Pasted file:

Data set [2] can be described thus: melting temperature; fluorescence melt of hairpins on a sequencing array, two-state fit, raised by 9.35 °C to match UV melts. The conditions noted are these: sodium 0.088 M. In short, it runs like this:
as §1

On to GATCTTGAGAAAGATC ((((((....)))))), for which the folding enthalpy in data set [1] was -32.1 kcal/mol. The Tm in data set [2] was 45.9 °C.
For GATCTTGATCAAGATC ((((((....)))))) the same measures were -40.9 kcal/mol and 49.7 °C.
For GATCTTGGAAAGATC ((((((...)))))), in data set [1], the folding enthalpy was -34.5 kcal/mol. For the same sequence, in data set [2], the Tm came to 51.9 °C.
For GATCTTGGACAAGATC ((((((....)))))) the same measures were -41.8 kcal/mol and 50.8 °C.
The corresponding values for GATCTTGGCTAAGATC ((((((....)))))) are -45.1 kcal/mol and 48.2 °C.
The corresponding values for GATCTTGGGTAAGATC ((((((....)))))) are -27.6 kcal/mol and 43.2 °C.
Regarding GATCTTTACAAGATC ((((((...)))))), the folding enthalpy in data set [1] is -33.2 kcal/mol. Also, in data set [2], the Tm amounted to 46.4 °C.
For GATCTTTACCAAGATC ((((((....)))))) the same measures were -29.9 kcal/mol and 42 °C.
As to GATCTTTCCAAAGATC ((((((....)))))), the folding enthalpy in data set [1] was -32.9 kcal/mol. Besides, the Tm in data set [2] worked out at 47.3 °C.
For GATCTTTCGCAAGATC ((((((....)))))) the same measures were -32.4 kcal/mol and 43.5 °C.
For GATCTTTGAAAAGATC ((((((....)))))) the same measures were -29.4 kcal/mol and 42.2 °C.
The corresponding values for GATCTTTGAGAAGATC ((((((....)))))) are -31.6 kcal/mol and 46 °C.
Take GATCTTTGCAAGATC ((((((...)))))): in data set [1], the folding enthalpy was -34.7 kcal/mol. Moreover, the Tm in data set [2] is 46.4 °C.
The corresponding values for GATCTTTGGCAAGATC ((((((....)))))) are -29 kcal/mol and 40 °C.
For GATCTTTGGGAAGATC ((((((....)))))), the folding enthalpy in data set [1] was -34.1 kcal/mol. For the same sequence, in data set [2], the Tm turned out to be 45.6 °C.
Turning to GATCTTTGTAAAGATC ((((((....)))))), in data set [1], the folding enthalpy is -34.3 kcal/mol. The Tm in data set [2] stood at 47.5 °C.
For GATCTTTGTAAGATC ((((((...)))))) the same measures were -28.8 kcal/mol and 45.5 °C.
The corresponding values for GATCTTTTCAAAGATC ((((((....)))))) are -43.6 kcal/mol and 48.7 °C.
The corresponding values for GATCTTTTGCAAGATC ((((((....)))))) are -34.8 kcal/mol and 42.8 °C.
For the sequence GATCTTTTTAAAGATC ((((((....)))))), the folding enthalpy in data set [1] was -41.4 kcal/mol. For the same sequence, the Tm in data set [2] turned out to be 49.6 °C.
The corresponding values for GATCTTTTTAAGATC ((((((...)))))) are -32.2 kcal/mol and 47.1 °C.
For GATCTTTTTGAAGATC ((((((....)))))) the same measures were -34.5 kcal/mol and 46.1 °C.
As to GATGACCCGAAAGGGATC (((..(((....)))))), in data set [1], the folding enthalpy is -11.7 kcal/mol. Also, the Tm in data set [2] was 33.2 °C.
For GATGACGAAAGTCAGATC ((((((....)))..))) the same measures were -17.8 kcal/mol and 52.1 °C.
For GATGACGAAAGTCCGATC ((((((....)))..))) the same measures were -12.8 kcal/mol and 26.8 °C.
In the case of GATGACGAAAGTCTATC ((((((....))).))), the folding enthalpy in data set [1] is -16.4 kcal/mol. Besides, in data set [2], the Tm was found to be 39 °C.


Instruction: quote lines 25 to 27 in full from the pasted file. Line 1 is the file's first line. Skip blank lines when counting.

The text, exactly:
As to GATGACCCGAAAGGGATC (((..(((....)))))), in data set [1], the folding enthalpy is -11.7 kcal/mol. Also, the Tm in data set [2] was 33.2 °C.
For GATGACGAAAGTCAGATC ((((((....)))..))) the same measures were -17.8 kcal/mol and 52.1 °C.
For GATGACGAAAGTCCGATC ((((((....)))..))) the same measures were -12.8 kcal/mol and 26.8 °C.